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Breast Cancer Res Treat. 2016 Jul;158(1):127-138. doi: 10.1007/s10549-016-3855-3. Epub 2016 Jun 10.

A prospective cohort study of early discontinuation of adjuvant chemotherapy in women with breast cancer: the breast cancer quality of care study (BQUAL).

Author information

1
Department of Medicine, College of Physicians and Surgeons, Columbia University, New York, NY, USA. ain1@columbia.edu.
2
Herbert Irving Comprehensive Cancer Center, College of Physicians and Surgeons, Columbia University, New York, NY, USA. ain1@columbia.edu.
3
Department of Epidemiology, Mailman School of Public Health, Columbia University, New York, NY, USA. ain1@columbia.edu.
4
Columbia University Medical Center, 722 W 168th Street, Room 725, New York, NY, 10032, USA. ain1@columbia.edu.
5
Herbert Irving Comprehensive Cancer Center, College of Physicians and Surgeons, Columbia University, New York, NY, USA.
6
Department of Epidemiology, Mailman School of Public Health, Columbia University, New York, NY, USA.
7
Division of Research, Kaiser Permanente of Northern California, Oakland, CA, USA.
8
Department of Public Health Sciences, Henry Ford Health System, Detroit, MI, USA.
9
Department of Surgery, Henry Ford Health System, Detroit, MI, USA.
10
Departments of Psychiatry, Psychology and Behavioral & Community Health Sciences, University of Pittsburgh, University of Pittsburgh Cancer Institute, Pittsburgh, PA, USA.
11
Department of Oncology and Lombardi Comprehensive Cancer Center, Georgetown University Medical Center, Washington, DC, USA.
12
Department of Biostatistics, Mailman School of Public Health, Columbia University, New York, NY, USA.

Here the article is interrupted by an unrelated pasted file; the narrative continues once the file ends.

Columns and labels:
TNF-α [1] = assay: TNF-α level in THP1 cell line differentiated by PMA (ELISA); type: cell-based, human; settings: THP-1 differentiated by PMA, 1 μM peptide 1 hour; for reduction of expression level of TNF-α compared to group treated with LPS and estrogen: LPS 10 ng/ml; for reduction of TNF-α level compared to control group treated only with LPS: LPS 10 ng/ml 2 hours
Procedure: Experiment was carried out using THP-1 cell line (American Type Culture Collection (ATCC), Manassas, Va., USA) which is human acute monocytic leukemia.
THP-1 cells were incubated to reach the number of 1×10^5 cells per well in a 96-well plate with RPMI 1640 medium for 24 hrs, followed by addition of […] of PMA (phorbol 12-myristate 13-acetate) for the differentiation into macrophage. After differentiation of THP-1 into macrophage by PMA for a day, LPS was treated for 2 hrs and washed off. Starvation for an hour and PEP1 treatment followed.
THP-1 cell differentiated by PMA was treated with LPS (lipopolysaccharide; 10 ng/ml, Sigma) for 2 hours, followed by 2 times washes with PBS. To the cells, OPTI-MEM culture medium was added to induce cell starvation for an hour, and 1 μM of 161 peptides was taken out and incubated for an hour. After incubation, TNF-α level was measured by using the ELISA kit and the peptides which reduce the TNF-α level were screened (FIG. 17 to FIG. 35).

13
Department of Medicine, College of Physicians and Surgeons, Columbia University, New York, NY, USA.

Abstract

For many women with non-metastatic breast cancer, adjuvant chemotherapy prevents recurrence and extends survival. Women who discontinue chemotherapy early may reduce those benefits, but little is known about what predicts early discontinuation. We sought to determine prospectively the rate and reasons for early discontinuation of adjuvant chemotherapy in women with breast cancer. We conducted a prospective cohort study among three U.S. health care organizations. Of 1158 women with newly diagnosed non-metastatic breast cancer, 2006-2010, we analyzed 445 (38.4 %) patients who initiated standard adjuvant chemotherapy as defined by accepted guidelines. We interviewed patients at baseline and twice during treatment regarding sociodemographic/psychosocial factors and treatment decision-making and collected clinical data. They were categorized according to the number of cycles required by the chemotherapy regimen they had initiated. The outcome was early discontinuation (<80 % of planned cycles). Of patients analyzed, 392 (88.1 %) completed the prescribed therapy. The strongest predictor was receipt of a regimen entailing >4 cycles of therapy (18.1 % for longer regimens, 7.4 % for 4 cycles) (odds ratio [OR] 2.59, 95 % CI 1.32-5.08), controlling for race, age, stage, hormone receptor status, social support, optimism, spirituality, stress, and physical symptoms. Higher levels of psychological symptoms on the Memorial symptom assessment scale also increased the odds of early discontinuation (OR 1.92, 95 % CI 0.998-3.68). The large majority of patients who initiated adjuvant chemotherapy for breast cancer completed their prescribed regimens, but early discontinuation was associated with lengthier regimens and, with borderline statistical significance, for those with psychological side effects.

KEYWORDS:

Adherence; Adjuvant chemotherapy; Breast cancer; Early discontinuation; Non-persistence; Toxicity

PMID:
27287779
PMCID:
PMC5492513
DOI:
10.1007/s10549-016-3855-3
[Indexed for MEDLINE]
Free PMC Article

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